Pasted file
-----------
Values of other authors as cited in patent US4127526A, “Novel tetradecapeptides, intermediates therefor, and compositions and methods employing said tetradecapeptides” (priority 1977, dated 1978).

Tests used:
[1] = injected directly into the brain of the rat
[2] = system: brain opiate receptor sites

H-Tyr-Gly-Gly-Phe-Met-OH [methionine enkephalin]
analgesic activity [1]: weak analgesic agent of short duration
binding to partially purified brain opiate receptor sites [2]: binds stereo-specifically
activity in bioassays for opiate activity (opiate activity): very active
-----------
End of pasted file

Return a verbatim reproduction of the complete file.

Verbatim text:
Values of other authors as cited in patent US4127526A, “Novel tetradecapeptides, intermediates therefor, and compositions and methods employing said tetradecapeptides” (priority 1977, dated 1978).

Tests used:
[1] = injected directly into the brain of the rat
[2] = system: brain opiate receptor sites

H-Tyr-Gly-Gly-Phe-Met-OH [methionine enkephalin]
analgesic activity [1]: weak analgesic agent of short duration
binding to partially purified brain opiate receptor sites [2]: binds stereo-specifically
activity in bioassays for opiate activity (opiate activity): very active